Our teaching team are active researchers who routinely incorporate their expertise and enthusiasm into their teaching. Many of the staff have worked in forensic science laboratories and have been involved in high profile cases such as the Stephen Lawrence, Joanna Yeates, Suffolk strangler and Jigsaw murder cases. Their areas of research include toxicology, the analysis of fibres and their transfer and persistence and the analysis of ancient DNA.

Academic staff include former forensic biologists, forensic toxicologists, and forensic fibre experts. They continue to maintain close links with the industry including the police and practising forensic scientists. Many of them are well-established within professional forensic science societies and organisations, which directly inform policy and practices within the field.

Teaching And Assessment

Our teaching will give you a solid grounding in all the technical areas that are key to forensic science, while simultaneously developing the higher level of independent thinking and advanced interpretation that is expected at Masters level. To support your learning journey, many of the staff have an ‘open door’ policy which makes it easy to ask questions; it’s also possible to book appointments with them so that you can work through queries about lab work, concepts and theories, and any other aspects of the subject.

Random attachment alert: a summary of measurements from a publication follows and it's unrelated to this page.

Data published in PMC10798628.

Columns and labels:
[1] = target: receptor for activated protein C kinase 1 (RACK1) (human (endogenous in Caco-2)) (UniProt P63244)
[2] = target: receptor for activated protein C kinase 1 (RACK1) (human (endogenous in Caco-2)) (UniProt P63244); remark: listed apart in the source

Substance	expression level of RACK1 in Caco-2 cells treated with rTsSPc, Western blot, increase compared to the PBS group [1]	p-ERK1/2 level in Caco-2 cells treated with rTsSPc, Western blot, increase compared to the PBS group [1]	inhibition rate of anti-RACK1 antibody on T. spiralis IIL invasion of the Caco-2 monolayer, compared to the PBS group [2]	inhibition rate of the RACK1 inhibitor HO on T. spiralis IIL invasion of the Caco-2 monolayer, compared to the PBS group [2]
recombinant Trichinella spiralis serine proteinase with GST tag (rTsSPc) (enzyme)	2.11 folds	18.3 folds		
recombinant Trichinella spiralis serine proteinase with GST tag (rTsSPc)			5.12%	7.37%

We use different types of assessments: some will contribute to your final grade while others will be used to provide you with guidance on your progress and reinforce your learning. You can expect both your tutors and your peers to provide useful comments and feedback throughout the course.

Module Overview
AP0700 - Graduate Science Research Methods (Core, 20 Credits)
AP0703 - Subject Exploration (Core, 20 Credits)
AP0708 - Applied Sciences Research Project (Core, 60 Credits)
AP0723 - Practices & Procedures in Forensic Science (Core, 20 Credits)
AP0724 - Forensic Toxicology & Drugs of Abuse (Core, 20 Credits)
AP0725 - Criminalistics (Core, 20 Credits)
AP0726 - Forensic Genetics (Core, 20 Credits)

Learning Environment

You will have access to a dedicated crime scene house to enable you to examine simulated crime scenes. Students can also access Return to Scene (R2S) software which provides a 360 degree interactive scan of a crime scene allowing you to perform further analysis in detail after you have left the scene. Northumbria University has also invested heavily in an impressive suite of analytical equipment allowing you to gain first-hand experience of the techniques used in operational laboratories.